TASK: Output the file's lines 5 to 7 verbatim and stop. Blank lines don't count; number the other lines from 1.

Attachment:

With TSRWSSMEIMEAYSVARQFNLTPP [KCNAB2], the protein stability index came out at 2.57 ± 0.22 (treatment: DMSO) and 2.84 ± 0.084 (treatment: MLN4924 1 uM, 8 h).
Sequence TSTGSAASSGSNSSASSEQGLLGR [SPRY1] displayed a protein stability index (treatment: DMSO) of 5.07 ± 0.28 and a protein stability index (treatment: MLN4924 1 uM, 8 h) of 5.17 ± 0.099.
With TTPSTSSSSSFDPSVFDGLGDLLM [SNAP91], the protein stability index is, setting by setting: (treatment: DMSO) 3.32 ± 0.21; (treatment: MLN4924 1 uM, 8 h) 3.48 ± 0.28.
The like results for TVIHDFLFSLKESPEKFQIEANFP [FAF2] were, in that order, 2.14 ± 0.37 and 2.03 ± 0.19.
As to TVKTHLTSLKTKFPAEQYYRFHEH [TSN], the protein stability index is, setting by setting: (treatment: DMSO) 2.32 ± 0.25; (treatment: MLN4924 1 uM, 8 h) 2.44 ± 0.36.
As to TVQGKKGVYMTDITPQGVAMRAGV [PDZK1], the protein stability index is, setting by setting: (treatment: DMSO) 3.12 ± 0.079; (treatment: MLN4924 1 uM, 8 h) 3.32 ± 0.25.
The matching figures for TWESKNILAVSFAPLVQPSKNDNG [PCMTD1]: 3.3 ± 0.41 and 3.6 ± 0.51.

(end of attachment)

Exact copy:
As to TVKTHLTSLKTKFPAEQYYRFHEH [TSN], the protein stability index is, setting by setting: (treatment: DMSO) 2.32 ± 0.25; (treatment: MLN4924 1 uM, 8 h) 2.44 ± 0.36.
As to TVQGKKGVYMTDITPQGVAMRAGV [PDZK1], the protein stability index is, setting by setting: (treatment: DMSO) 3.12 ± 0.079; (treatment: MLN4924 1 uM, 8 h) 3.32 ± 0.25.
The matching figures for TWESKNILAVSFAPLVQPSKNDNG [PCMTD1]: 3.3 ± 0.41 and 3.6 ± 0.51.